Elephant in the room

It’s one of the most misunderstood aspects of ad sales: an objection raised by the client or prospect. Some see them as akin to a door being slammed shut but objections are actually a normal part of the selling process, not a rejection of the proposal, the seller or of doing business.

“They’re buying signals, an indicator that a client is interested and willing to provide insights into their thoughts and concerns,” Jeff Schmidt, Senior VP for Professional Development at the Radio Advertising Bureau, told a webinar audience Tuesday.

If prospects or customers aren’t raising any objections, it often means the account exec isn’t engaging them enough. “Objections are the sparks that start our most persuasive and effective conversations,” Schmidt said. They simply mean that someone is interested.

During the webinar “Welcoming and Handling Objections Like A Pro,” Schmidt made the case that objections help build relationships because they give a seller the opportunity to clarify communication and revisit their rapport with the prospect. The best way to handle them, he said, is to be thorough in every part of the selling process. “It’s a good idea to anticipate objections by reviewing your presentation, write down every possible objection, and build it into your presentation.”

Getting an ad proposal across the finish line requires the ability to successfully address objections. But many sales people throw in the towel too early. According to research presented by Schmidt, more than four in ten (44%) salespeople give up after the first objection, 22% fold after the second objection, 16% bail after the third and 10% bow out after the fourth. In fact, only 8% of salespeople continue to sell after the fourth objection. And yet 73% of clients will buy after the fourth objection.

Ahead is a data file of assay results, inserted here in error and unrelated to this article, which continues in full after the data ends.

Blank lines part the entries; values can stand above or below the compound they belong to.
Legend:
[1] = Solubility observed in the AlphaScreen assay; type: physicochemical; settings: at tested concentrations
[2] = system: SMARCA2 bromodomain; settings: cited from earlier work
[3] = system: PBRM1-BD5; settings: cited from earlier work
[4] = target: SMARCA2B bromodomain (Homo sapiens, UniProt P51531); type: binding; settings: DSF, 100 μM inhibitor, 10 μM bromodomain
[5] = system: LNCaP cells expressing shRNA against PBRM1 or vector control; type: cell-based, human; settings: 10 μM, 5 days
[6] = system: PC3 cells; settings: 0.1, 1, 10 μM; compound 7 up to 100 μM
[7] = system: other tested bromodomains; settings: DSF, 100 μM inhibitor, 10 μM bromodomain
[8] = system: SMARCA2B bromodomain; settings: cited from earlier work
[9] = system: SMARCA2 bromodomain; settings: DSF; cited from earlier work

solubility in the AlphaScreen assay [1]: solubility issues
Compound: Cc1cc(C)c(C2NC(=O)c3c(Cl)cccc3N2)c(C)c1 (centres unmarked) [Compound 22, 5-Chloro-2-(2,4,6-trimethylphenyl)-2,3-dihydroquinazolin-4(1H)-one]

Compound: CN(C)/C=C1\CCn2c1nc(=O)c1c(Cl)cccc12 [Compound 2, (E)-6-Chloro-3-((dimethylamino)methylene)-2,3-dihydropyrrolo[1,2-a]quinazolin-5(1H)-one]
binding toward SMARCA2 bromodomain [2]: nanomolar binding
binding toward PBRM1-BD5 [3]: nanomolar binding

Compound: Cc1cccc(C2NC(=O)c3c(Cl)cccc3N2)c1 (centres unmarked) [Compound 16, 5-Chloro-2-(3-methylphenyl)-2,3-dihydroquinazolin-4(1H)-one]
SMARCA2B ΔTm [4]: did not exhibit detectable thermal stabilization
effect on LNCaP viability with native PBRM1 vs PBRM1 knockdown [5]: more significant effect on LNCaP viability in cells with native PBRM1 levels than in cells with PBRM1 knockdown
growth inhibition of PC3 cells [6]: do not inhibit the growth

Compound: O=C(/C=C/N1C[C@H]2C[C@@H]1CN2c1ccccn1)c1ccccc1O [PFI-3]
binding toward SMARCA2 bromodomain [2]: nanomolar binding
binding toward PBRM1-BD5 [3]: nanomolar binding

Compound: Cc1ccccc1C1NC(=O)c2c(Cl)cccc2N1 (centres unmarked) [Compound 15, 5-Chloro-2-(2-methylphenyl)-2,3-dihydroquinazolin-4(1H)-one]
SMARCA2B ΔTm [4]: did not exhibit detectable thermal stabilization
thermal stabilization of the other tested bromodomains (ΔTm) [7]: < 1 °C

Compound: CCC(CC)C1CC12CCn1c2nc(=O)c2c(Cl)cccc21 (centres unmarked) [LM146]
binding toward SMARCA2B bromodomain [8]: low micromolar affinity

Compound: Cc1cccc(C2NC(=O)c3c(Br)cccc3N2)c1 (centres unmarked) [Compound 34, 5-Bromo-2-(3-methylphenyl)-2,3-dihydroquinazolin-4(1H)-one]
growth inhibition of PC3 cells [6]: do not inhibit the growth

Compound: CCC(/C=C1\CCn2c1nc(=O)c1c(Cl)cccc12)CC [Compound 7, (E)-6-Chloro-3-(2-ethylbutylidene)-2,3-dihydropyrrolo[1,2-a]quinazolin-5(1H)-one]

The key to handling them is to take your time and listen carefully, he said.

All advertising objections fall into seven core buckets, which Schmidt identified as:

Lack Of Perceived Value

This doesn’t refer to the price paid but rather the value of what the client receives. “The value objection is more about belief in the outcome,” Schmidt said.

No Urgency To Invest In Growth

With its business humming along just fine, the prospect doesn’t have any motivation to upset the apple cart by attempting to grow its company.

Perceived Competitive Inferiority

“They look at the competitive landscape and say there’s no way I can compete.” This is common among local retailers that are intimidated by ecommerce giants like Amazon, eBay and Walmart.

Lack Of Funds To Invest In Growth

With businesses still dealing with restrictions from the pandemic, this is a real concern. But research shows that those that kept advertising are winning market share. “We have to be empathetic and sensitive to these types of situations,” Schmidt warned.

Perception That It’s Safer To Do Nothing

Also known as risk aversion, this type of objection has only intensified during the pandemic. “Safer to do nothing from an advertiser's perspective means you stop inviting people to do business with you and know you before they need you, and that’s a recipe for disaster.”

Personal Issue With The Seller Or Company

Radio has a fairly significant turnover rate among salespeople and that can be frustrating to advertisers. Or they may have a problem with the premise of the company or the CEO. “Personalities sometimes clash,” Schmidt observed.

Internal Issues

This encompasses decision-making conflicts and power struggles within the prospect’s own company.

From there, the learning session included the four steps for successfully handling objections, or what Schmidt called the “CRAM” process.

Clarify: When a client gives you an objection, resist the temptation to immediately respond and use a clarifying question instead. Examples include, “What do you mean by that?” Or, “Tell me why you feel that way.”

Restate: Use the client’s words and repeat them as closely as possible. “If you’ve done a great job clarifying, this is where the objection starts to sound silly or awkward and the client will likely change their position.”

Answer: After clarifying and restating, you may not need to use this step as the client will have already resolved their objection for themselves. But if needed, this is the place to tie specific information from your prepared materials into their concern or objection.

Move On: Once you’ve clarified, restated and answered, it’s time to continue to the next step, which could be another objection or a scheduling issue. The key to being able to move on, said Schmidt, is to ask if they are satisfied with the answer.